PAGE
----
This is a hilarious political comedy starring the ever-great Steve Buscemi. Set in the last days before Stalin's death and the chaos that followed, it portrays the lack of trust and the random assassinations that characterized the Stalinist Soviet Union. Think of it as Veep meets Sacha Baron Cohen's The Dictator. Although to be fair, its dark comedy props are very different from the comedy that comes out today: where there are jokes they're really smart, but what's actually funny is the atmosphere and absurd situations that end up developing.
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The Square is a peculiar movie about a respected contemporary art museum curator as he goes through a few very specific events. He looses his wallet, his children fight, the art he oversees is does not make sense to an interviewer... Each one of these events would usually require a precise response but all they do is bring out his insecurities and his illusions about life. These reactions lead him to very unusual situations. A thought-provoking and incredibly intelligent film that's just a treat to watch. If you liked Force Majeure by the same director, The Square is even better!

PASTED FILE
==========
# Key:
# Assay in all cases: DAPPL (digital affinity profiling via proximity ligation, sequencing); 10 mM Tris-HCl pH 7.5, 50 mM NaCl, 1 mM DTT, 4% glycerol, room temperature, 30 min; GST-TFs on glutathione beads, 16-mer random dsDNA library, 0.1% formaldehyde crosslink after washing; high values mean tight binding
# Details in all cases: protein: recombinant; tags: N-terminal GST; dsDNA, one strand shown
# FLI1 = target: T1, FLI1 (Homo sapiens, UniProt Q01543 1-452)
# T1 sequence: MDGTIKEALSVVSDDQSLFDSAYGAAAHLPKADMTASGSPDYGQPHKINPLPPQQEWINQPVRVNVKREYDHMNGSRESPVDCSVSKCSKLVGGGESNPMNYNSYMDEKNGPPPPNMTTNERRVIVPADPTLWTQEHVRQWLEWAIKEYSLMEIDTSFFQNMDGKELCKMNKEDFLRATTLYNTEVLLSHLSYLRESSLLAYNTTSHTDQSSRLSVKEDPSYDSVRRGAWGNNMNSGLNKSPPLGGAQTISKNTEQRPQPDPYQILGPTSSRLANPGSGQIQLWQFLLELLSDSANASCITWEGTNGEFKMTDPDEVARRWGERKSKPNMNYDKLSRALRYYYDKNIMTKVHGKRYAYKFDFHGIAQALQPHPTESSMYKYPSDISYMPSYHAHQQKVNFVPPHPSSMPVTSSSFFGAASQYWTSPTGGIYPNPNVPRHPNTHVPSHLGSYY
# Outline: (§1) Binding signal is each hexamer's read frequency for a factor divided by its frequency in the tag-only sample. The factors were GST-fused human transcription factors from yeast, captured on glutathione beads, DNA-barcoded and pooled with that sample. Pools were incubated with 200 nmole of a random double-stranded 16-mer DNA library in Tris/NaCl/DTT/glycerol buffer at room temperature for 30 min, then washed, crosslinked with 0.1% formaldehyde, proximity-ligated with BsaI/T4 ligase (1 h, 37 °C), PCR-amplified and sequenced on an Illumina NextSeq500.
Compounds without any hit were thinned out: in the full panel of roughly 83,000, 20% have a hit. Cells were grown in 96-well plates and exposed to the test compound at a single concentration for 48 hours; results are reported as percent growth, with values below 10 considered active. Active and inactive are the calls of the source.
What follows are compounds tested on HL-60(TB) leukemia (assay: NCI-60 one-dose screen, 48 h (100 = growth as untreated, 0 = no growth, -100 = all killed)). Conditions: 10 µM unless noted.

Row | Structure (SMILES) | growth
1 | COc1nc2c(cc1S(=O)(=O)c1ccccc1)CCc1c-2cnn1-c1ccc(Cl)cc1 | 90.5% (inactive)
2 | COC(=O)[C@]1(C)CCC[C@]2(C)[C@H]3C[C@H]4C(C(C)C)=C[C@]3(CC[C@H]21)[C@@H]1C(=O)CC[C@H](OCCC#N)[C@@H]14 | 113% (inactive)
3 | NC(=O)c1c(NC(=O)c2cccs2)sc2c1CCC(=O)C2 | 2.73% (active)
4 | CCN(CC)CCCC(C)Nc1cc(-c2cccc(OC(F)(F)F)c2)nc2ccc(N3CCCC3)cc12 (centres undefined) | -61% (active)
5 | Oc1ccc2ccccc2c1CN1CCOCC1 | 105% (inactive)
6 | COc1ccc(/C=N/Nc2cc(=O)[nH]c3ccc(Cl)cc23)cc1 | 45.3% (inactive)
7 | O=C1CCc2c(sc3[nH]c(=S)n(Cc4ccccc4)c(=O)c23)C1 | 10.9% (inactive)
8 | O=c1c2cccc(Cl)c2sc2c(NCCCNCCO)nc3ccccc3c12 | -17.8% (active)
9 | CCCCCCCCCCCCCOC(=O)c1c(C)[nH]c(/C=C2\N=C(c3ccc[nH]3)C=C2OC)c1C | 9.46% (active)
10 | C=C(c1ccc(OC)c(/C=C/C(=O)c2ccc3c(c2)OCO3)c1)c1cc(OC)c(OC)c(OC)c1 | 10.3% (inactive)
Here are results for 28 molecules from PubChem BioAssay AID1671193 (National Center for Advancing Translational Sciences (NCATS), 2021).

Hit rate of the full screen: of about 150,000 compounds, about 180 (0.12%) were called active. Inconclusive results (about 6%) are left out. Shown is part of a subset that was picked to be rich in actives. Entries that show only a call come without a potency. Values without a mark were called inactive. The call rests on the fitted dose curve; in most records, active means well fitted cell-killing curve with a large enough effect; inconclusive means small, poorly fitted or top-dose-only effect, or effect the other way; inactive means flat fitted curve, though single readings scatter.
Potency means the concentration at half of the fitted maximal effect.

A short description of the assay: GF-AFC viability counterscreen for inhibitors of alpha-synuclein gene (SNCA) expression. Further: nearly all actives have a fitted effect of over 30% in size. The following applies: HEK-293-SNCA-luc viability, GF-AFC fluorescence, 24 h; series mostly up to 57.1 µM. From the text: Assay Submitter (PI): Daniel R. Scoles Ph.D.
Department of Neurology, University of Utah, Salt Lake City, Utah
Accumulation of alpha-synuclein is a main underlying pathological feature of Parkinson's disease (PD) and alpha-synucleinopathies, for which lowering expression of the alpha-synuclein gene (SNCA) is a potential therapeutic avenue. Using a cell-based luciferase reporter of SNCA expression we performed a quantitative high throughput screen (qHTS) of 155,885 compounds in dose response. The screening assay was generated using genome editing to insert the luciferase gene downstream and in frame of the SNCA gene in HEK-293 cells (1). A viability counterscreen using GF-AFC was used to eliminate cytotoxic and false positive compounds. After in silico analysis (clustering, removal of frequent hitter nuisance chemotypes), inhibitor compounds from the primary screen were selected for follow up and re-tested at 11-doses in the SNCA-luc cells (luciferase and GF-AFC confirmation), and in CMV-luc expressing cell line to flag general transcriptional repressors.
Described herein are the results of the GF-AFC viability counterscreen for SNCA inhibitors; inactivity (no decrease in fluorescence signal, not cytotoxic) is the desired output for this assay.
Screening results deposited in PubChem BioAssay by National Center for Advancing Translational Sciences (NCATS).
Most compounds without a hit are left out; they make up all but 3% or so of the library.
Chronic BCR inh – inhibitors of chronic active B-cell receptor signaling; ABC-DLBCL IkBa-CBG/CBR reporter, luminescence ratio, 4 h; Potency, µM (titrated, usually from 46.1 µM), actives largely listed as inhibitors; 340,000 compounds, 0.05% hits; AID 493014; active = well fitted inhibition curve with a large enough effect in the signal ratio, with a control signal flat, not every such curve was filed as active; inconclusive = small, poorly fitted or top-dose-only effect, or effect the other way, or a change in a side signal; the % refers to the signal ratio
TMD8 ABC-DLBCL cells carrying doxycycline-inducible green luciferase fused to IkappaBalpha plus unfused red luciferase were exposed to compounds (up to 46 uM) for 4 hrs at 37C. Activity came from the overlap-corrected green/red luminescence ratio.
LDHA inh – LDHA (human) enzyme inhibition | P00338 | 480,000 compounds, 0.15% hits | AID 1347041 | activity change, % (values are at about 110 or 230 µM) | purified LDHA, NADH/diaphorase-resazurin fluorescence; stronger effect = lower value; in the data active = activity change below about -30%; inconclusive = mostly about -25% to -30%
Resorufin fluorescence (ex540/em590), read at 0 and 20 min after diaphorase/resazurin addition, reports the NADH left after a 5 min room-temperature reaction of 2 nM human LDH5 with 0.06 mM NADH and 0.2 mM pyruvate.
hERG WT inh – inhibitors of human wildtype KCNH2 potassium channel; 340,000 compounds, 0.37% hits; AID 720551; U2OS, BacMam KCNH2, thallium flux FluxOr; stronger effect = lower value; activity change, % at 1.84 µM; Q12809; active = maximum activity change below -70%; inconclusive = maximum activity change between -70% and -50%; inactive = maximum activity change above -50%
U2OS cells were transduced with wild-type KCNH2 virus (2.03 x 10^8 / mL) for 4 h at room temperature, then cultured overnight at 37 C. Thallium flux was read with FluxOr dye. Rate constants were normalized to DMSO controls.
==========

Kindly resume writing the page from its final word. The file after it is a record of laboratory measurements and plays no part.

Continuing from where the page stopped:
Polytechnique directed by Denis Villeneuve, is a dramatization of the 1989 Montreal massacre of multiple female engineering students. This film focuses on a male student navigating the massacre for the majority of the film’s run time. The performances and minimal dialogue in this film certainly make this an unnerving film to watch. Littered with the screams of the actors portraying the engineering students, this could be mistaken as a gaudy horror film. However, this is far from a fictionalized horror.
This Villeneuve classic is undoubtedly one of the most emotionally brutal films of the 2000s, yet I appreciate the honesty of the storytelling. Polytechnique encourages its audience to ask itself if it truly understands the truth of misogyny.